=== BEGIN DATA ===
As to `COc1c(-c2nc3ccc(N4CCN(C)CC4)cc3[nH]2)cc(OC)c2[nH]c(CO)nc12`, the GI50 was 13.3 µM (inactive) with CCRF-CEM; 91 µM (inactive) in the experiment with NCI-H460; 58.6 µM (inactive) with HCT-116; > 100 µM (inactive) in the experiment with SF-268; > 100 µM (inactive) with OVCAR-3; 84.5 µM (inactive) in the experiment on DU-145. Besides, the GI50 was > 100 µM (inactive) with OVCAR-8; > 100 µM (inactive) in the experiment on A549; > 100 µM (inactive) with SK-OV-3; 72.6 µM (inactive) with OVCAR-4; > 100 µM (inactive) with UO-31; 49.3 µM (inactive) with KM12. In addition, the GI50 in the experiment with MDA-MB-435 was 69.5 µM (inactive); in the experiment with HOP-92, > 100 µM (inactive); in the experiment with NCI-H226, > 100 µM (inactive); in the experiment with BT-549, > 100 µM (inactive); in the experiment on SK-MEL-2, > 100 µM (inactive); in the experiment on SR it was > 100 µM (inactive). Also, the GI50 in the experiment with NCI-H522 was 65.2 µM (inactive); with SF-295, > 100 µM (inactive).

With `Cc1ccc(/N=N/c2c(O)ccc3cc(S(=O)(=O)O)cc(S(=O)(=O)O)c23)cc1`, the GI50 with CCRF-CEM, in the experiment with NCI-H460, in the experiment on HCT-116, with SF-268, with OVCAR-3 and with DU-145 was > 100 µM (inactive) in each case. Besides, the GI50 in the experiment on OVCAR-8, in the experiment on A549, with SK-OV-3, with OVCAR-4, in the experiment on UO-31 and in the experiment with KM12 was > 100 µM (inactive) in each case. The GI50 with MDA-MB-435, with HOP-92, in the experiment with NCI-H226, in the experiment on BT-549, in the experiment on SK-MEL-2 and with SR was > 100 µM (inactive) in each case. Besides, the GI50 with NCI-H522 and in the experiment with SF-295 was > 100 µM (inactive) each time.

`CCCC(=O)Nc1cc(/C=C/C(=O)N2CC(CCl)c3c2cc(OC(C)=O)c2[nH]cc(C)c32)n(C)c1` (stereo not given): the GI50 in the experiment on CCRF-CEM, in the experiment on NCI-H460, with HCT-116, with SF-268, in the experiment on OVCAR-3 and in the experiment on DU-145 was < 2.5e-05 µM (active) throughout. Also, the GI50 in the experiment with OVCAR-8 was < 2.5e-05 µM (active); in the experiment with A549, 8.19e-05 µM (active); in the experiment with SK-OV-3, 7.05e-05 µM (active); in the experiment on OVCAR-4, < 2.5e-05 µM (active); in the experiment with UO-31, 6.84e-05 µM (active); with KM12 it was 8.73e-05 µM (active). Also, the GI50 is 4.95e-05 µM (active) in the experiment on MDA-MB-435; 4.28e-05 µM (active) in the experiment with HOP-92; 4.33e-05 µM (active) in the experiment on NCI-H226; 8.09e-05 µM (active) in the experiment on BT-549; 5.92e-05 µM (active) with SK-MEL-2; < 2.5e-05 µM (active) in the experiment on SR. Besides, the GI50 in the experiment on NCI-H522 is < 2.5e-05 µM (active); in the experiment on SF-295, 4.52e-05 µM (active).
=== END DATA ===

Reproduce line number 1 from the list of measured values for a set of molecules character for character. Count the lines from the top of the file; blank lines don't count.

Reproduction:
As to `COc1c(-c2nc3ccc(N4CCN(C)CC4)cc3[nH]2)cc(OC)c2[nH]c(CO)nc12`, the GI50 was 13.3 µM (inactive) with CCRF-CEM; 91 µM (inactive) in the experiment with NCI-H460; 58.6 µM (inactive) with HCT-116; > 100 µM (inactive) in the experiment with SF-268; > 100 µM (inactive) with OVCAR-3; 84.5 µM (inactive) in the experiment on DU-145. Besides, the GI50 was > 100 µM (inactive) with OVCAR-8; > 100 µM (inactive) in the experiment on A549; > 100 µM (inactive) with SK-OV-3; 72.6 µM (inactive) with OVCAR-4; > 100 µM (inactive) with UO-31; 49.3 µM (inactive) with KM12. In addition, the GI50 in the experiment with MDA-MB-435 was 69.5 µM (inactive); in the experiment with HOP-92, > 100 µM (inactive); in the experiment with NCI-H226, > 100 µM (inactive); in the experiment with BT-549, > 100 µM (inactive); in the experiment on SK-MEL-2, > 100 µM (inactive); in the experiment on SR it was > 100 µM (inactive). Also, the GI50 in the experiment with NCI-H522 was 65.2 µM (inactive); with SF-295, > 100 µM (inactive).